*** Lumber futures fell $6.10 - further evidence of a
slowing economy. Lumber is selling for 27.63 cents/bd.
*** Labor, though, remains tight. The International Herald
Tribune reports that employers are turning, in desperation,
to the last pool of labor available to them - people over
the age of 50. Census Bureau figures show the number of
people 20-34 years old fell by 6 million in the past
decade. The number of people over 50 rose by 12 million.
Making these fossils work harder has become a big concern
of personnel departments throughout the nation.
*** "Fear Grips Zimbabwe" says the headline in today's
Financial Times. The election is scheduled for this
weekend. So far 30 voters have been killed - thought to be
opponents of Mugabe's ruling party.
*** Fear might be gripping the White House too, according
to Bill King. The Justice Department is proposing to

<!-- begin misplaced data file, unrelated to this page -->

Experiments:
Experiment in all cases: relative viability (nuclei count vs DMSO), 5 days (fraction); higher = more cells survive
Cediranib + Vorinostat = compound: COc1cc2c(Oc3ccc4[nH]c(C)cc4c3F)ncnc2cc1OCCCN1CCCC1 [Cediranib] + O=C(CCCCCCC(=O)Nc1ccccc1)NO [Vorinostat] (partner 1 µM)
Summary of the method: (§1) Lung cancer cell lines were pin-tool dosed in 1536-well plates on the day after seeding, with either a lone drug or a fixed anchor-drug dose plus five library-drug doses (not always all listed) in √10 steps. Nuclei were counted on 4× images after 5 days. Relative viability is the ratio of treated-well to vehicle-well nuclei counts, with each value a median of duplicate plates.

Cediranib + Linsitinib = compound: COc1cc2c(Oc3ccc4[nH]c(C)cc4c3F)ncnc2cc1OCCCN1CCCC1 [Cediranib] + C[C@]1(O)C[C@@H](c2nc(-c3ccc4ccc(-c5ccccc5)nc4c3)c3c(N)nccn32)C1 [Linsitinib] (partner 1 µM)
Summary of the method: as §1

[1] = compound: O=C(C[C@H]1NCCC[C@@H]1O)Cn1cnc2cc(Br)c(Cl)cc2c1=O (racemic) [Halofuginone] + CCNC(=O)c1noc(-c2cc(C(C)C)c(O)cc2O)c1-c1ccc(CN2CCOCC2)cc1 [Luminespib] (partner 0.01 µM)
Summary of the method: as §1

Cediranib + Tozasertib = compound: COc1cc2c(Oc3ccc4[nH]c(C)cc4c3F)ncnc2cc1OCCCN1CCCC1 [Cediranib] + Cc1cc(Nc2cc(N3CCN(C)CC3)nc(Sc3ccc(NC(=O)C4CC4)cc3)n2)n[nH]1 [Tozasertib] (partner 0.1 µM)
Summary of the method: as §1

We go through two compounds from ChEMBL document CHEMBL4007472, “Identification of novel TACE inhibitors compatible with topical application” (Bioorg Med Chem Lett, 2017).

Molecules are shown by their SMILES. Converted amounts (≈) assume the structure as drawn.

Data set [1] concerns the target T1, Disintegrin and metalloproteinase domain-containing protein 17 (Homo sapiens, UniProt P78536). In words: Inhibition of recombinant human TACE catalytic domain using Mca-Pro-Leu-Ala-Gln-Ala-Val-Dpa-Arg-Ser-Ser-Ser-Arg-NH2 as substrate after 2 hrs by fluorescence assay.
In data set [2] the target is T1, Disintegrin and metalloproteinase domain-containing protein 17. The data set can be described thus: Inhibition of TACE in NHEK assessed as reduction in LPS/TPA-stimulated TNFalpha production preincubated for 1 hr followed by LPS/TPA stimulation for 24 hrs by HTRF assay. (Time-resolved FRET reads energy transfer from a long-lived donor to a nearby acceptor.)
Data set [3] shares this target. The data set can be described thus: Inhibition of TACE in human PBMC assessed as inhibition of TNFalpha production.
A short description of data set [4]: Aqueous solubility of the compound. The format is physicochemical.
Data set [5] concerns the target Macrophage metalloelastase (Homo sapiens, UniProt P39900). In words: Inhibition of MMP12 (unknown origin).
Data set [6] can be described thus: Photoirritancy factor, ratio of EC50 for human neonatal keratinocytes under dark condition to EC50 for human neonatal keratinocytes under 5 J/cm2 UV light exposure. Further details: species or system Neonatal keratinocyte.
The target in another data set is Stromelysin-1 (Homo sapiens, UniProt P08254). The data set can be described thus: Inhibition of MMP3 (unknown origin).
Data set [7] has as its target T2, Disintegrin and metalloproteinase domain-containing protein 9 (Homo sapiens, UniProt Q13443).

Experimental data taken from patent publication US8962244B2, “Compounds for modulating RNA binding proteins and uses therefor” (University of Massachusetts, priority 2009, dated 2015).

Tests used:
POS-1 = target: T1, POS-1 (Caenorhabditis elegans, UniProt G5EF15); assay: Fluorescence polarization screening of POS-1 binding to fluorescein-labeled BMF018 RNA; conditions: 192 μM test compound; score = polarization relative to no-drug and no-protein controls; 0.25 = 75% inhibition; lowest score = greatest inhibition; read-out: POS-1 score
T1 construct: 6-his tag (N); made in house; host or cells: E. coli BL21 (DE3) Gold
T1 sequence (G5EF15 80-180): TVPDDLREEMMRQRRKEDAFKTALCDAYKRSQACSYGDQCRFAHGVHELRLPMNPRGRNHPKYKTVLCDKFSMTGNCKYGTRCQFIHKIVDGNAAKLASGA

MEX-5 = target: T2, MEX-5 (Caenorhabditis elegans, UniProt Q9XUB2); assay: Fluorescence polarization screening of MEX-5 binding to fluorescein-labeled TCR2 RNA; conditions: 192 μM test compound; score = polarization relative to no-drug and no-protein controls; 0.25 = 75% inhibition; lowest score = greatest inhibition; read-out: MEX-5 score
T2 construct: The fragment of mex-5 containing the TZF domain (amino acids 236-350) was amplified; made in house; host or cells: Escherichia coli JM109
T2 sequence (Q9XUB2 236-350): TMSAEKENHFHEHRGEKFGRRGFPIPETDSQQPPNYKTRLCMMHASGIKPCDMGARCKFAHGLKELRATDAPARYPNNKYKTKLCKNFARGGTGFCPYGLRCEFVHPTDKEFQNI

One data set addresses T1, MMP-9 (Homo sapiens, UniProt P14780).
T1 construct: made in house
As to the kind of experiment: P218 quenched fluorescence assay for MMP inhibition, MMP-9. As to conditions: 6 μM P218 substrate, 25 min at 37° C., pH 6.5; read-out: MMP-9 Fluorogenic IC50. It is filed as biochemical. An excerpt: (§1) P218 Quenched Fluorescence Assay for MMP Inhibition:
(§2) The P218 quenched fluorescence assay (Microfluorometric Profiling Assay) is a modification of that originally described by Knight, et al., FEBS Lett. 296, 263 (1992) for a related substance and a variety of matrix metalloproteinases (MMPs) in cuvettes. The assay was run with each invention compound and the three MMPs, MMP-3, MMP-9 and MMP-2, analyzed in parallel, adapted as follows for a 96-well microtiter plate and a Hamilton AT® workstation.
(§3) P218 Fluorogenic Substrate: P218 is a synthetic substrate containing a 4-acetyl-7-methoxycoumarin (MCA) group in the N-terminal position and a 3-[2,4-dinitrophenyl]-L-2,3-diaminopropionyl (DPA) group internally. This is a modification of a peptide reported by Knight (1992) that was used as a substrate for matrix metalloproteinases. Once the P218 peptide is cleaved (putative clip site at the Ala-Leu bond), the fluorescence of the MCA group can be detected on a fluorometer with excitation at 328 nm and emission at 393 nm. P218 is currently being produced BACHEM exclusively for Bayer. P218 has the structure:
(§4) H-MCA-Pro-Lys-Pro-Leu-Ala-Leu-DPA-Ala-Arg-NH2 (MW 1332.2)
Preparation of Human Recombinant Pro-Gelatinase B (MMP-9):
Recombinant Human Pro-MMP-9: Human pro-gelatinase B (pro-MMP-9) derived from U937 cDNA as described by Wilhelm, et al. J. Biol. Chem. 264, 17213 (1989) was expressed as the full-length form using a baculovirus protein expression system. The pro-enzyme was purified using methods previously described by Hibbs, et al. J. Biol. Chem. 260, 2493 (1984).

investigate Al Gore's fundraising abuses. Conspiracy-minded
readers might wonder why, just before a close election, a
Clinton-controlled Justice Department would take up such an
[If you're interested in Bill King's service, just call 1-
800-433-1528 and ask for code 3457 to receive a FREE one-
*** Well...reasons Bill King...if Clinton were afraid Gore
was going to lose...and also afraid that Hillary was going
down...he might want to clear Gore out of the way in the
hopes of a better chance with a different candidate. Maybe
even Madame Clinton.
*** Hillary has been making a point of privacy lately. But
her opponent, Lazio, charges that she hired a PI to
investigate him as soon as he announced his candidacy.
*** Remember, I spoke about Nicuraguan beachfront property
a few weeks back? Well, Kathie Peddicord writes to tell me
prices are already on the rise. Still, "For just $12,000
you can own a lot in a wooded enclave set back from a
private, fine-sand beach and with wonderful sunset views
out over the ocean..."
*** "Now you can get the best up-to-the-minute financial
news and commentary ABSOLUTELY FREE," says the Internet